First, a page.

Bumble Takes On Tinder’s Boost With New Spotlight Feature

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So you want to be the center of attention? Bumble has announced a new feature called Spotlight that will do just that. When activated, Spotlight will bump your profile to the front of the line for 30 minutes, allowing you to be seen by more Bumble users than you would during a regular swiping session.

Spotlight will be available to all users who are willing to cough up two Bumble Coins (acquired through a separate in-app purchase) for the perk. One coin currently goes for $0.99 in the US or £1.99 in the UK. If you prefer to keep your promotional activities under wraps, have no fear that your Spotlight secret will be exposed. Your profile will not look any different to those browsing. On your own screen, stars will appear across the top of the app to indicate Spotlight has been enabled.

If you think the Spotlight feature sounds familiar, you are far from alone. It bears an obvious resemblance to Tinder’s Boost, which also promotes your profile in your area for 30 minutes. An icon appears next to new matches made during a Boost period, but other users see no indication you used the feature. Tinder Plus and Tinder Gold subscribers get one free Boost per month. Other users may purchase Boosts at any time.

eHarmony Releases Annual ‘The Happiness Index: Love and Relationships in America’ Report

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How in love are couples in America? What exactly makes a relationship thrive? For the second year running, eHarmony has released The Happiness Index: Love and Relationships in America to answer these questions and others. The national survey took place online between December 13, 2018 and January 3, 2019, with 2,327 interviews conducted by Harris Interactive.

eHarmony wastes no time announcing the good news: 83 percent of Americans are happy in their romantic relationships. Those who are blissfully paired up say the secret to their success is having a monogamous relationship with open communication, a healthy sex life, and an equal partnership between both halves. Only one in nine people say they are unhappy with their partner or spouse. These troubled couples are often together for companionship rather than love, have infrequent sex, and feel a sense of inequality in their relationship.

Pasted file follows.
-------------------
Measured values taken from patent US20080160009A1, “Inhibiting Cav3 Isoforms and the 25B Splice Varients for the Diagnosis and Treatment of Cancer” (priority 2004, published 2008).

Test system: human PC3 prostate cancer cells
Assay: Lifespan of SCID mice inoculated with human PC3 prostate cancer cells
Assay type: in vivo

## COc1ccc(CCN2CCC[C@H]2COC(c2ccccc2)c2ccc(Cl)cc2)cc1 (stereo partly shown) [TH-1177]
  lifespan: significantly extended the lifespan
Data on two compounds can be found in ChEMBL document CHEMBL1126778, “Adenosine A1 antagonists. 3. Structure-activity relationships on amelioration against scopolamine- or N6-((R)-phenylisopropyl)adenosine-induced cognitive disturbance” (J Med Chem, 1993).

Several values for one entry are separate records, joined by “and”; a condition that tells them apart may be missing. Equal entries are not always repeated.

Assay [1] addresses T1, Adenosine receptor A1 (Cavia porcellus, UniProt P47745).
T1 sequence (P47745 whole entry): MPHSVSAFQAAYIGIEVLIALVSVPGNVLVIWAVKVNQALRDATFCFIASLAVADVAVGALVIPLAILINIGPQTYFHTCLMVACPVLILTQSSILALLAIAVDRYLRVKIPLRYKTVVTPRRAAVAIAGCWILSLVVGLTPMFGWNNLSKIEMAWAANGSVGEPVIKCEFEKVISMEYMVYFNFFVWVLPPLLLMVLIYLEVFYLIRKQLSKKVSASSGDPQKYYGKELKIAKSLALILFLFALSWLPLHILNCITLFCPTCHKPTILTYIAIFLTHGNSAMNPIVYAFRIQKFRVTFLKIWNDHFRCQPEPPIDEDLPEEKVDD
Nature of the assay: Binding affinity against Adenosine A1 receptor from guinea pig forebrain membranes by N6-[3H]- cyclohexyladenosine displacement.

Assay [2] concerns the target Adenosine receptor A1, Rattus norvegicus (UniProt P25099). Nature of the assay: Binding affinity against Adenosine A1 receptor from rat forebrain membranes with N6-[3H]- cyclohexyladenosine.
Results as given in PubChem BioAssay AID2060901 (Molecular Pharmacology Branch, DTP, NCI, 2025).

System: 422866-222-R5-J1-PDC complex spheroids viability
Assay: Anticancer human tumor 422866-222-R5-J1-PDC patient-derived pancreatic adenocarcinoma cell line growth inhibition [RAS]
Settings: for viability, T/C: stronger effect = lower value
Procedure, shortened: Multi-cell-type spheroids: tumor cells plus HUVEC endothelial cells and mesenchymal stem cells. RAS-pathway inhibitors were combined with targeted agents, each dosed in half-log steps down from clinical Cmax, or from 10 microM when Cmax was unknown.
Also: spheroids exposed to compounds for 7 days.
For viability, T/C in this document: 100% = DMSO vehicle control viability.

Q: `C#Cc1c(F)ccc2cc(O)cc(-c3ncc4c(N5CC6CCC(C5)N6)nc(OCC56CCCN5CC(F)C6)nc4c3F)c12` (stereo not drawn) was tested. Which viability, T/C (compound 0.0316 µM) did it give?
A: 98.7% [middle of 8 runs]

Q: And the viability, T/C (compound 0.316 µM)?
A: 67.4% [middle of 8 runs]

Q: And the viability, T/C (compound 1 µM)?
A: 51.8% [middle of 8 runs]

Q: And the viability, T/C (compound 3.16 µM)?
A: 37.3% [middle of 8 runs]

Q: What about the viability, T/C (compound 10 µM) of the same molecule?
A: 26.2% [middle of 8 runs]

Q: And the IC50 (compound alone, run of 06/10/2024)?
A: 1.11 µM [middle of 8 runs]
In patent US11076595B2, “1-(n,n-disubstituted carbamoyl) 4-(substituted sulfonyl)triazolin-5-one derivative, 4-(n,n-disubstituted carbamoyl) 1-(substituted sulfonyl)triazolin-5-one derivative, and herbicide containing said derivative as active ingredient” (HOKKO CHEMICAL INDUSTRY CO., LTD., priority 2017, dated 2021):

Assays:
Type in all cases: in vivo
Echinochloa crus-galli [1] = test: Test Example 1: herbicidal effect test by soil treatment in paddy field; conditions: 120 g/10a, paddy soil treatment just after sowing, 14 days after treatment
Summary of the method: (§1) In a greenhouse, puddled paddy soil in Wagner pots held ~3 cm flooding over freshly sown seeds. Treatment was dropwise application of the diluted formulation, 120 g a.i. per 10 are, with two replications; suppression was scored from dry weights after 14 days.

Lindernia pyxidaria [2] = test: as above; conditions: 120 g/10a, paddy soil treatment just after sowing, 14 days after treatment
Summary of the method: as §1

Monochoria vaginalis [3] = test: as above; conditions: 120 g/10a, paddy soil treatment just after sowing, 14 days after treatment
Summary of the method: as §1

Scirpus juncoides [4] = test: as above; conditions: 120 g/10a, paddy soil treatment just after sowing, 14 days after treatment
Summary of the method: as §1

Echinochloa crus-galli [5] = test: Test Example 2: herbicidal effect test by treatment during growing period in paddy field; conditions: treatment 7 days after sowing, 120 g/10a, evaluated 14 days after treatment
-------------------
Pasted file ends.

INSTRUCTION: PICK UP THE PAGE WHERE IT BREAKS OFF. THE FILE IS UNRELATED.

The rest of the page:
This year, a strong correlation between romantic happiness and an interest in social justice issues emerged. Couples who reported shared awareness of important cultural movements, such as #MeToo, also reported increased relationship happiness. Additional links emerged between relationship happiness and openness about mental health, honest political discourse, and voting in the 2018 midterm elections.

OkCupid Denies Data Breach Despite User Reports Of Hacked Accounts

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Is OkCupid the latest dating platform to fall victim to hackers? That depends on who you ask.

A news story from TechCrunch reports that an OkCupid user reached out to the tech news site after a hacker broke into his OkCupid account, reset his password and changed the email address on file. OkCupid instantly accepted the address change, he said, without sending an email asking for confirmation that the change was correct. When he contacted OkCupid’s customer service about the issue, he was told the company was “not able to provide any details about accounts not connected to your email address.”